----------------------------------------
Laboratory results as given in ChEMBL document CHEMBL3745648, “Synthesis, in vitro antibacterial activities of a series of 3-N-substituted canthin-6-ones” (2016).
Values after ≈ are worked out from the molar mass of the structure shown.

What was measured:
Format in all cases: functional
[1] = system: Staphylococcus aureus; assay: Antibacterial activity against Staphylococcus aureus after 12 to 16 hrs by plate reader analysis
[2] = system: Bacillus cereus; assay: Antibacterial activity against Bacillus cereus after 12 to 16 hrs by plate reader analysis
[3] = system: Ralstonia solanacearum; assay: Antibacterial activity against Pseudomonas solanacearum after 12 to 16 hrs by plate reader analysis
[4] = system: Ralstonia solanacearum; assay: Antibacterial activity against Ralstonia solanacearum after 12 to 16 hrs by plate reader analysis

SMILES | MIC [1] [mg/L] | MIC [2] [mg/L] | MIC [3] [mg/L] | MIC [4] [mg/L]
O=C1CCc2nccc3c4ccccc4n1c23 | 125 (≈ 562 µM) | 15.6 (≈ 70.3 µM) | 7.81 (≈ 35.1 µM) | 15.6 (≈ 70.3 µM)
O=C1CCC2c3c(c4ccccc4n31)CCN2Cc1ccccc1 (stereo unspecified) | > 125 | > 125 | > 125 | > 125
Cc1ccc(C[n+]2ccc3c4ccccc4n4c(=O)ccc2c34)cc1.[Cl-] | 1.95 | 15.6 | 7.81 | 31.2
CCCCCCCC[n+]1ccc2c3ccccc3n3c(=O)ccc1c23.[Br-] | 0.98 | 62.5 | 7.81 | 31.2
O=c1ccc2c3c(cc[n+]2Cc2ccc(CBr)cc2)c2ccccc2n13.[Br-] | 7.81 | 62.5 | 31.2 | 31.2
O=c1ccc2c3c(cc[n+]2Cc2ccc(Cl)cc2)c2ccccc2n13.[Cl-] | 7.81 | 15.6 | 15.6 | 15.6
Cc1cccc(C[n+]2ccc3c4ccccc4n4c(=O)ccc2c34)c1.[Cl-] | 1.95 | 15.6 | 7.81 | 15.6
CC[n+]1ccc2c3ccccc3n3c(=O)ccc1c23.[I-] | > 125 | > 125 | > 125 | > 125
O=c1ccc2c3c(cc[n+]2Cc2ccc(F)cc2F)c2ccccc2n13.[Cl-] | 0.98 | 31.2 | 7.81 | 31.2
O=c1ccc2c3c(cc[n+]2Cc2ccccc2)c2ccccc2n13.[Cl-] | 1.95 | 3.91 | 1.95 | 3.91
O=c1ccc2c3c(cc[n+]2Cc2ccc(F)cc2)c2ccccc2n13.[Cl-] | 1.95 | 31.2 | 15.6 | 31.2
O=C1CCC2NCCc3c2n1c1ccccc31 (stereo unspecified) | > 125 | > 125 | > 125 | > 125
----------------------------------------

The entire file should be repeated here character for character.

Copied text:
Laboratory results as given in ChEMBL document CHEMBL3745648, “Synthesis, in vitro antibacterial activities of a series of 3-N-substituted canthin-6-ones” (2016).
Values after ≈ are worked out from the molar mass of the structure shown.

What was measured:
Format in all cases: functional
[1] = system: Staphylococcus aureus; assay: Antibacterial activity against Staphylococcus aureus after 12 to 16 hrs by plate reader analysis
[2] = system: Bacillus cereus; assay: Antibacterial activity against Bacillus cereus after 12 to 16 hrs by plate reader analysis
[3] = system: Ralstonia solanacearum; assay: Antibacterial activity against Pseudomonas solanacearum after 12 to 16 hrs by plate reader analysis
[4] = system: Ralstonia solanacearum; assay: Antibacterial activity against Ralstonia solanacearum after 12 to 16 hrs by plate reader analysis

SMILES | MIC [1] [mg/L] | MIC [2] [mg/L] | MIC [3] [mg/L] | MIC [4] [mg/L]
O=C1CCc2nccc3c4ccccc4n1c23 | 125 (≈ 562 µM) | 15.6 (≈ 70.3 µM) | 7.81 (≈ 35.1 µM) | 15.6 (≈ 70.3 µM)
O=C1CCC2c3c(c4ccccc4n31)CCN2Cc1ccccc1 (stereo unspecified) | > 125 | > 125 | > 125 | > 125
Cc1ccc(C[n+]2ccc3c4ccccc4n4c(=O)ccc2c34)cc1.[Cl-] | 1.95 | 15.6 | 7.81 | 31.2
CCCCCCCC[n+]1ccc2c3ccccc3n3c(=O)ccc1c23.[Br-] | 0.98 | 62.5 | 7.81 | 31.2
O=c1ccc2c3c(cc[n+]2Cc2ccc(CBr)cc2)c2ccccc2n13.[Br-] | 7.81 | 62.5 | 31.2 | 31.2
O=c1ccc2c3c(cc[n+]2Cc2ccc(Cl)cc2)c2ccccc2n13.[Cl-] | 7.81 | 15.6 | 15.6 | 15.6
Cc1cccc(C[n+]2ccc3c4ccccc4n4c(=O)ccc2c34)c1.[Cl-] | 1.95 | 15.6 | 7.81 | 15.6
CC[n+]1ccc2c3ccccc3n3c(=O)ccc1c23.[I-] | > 125 | > 125 | > 125 | > 125
O=c1ccc2c3c(cc[n+]2Cc2ccc(F)cc2F)c2ccccc2n13.[Cl-] | 0.98 | 31.2 | 7.81 | 31.2
O=c1ccc2c3c(cc[n+]2Cc2ccccc2)c2ccccc2n13.[Cl-] | 1.95 | 3.91 | 1.95 | 3.91
O=c1ccc2c3c(cc[n+]2Cc2ccc(F)cc2)c2ccccc2n13.[Cl-] | 1.95 | 31.2 | 15.6 | 31.2
O=C1CCC2NCCc3c2n1c1ccccc31 (stereo unspecified) | > 125 | > 125 | > 125 | > 125